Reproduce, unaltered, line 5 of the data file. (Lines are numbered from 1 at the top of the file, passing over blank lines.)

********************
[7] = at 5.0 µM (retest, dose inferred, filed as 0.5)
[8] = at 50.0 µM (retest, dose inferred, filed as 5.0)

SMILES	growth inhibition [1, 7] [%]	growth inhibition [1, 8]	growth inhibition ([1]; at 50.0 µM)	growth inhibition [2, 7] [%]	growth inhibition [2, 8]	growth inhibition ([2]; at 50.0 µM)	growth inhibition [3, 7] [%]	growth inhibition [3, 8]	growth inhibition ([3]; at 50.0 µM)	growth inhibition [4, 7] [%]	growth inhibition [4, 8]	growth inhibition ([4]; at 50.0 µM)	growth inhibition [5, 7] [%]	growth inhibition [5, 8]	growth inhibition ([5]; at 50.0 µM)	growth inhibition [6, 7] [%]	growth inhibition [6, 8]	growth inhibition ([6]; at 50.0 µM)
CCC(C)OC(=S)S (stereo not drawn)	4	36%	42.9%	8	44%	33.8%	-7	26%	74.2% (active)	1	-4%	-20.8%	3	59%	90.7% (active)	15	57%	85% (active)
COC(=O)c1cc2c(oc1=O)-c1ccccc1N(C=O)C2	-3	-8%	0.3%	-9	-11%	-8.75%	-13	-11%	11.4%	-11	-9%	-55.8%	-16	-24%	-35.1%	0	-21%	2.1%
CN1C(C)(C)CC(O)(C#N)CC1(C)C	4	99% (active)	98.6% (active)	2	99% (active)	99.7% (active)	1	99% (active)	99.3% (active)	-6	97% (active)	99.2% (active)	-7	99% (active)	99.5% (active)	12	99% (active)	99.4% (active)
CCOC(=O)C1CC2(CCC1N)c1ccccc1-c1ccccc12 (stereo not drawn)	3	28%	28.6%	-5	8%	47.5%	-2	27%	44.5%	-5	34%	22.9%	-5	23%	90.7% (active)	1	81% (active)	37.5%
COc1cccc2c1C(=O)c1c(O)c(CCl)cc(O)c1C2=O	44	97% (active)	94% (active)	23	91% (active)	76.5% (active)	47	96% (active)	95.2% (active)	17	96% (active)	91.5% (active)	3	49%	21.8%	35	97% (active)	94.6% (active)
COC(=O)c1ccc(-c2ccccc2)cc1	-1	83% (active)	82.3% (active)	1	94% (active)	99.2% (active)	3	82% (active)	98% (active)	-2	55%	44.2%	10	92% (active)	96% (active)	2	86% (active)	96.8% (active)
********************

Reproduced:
COC(=O)c1cc2c(oc1=O)-c1ccccc1N(C=O)C2	-3	-8%	0.3%	-9	-11%	-8.75%	-13	-11%	11.4%	-11	-9%	-55.8%	-16	-24%	-35.1%	0	-21%	2.1%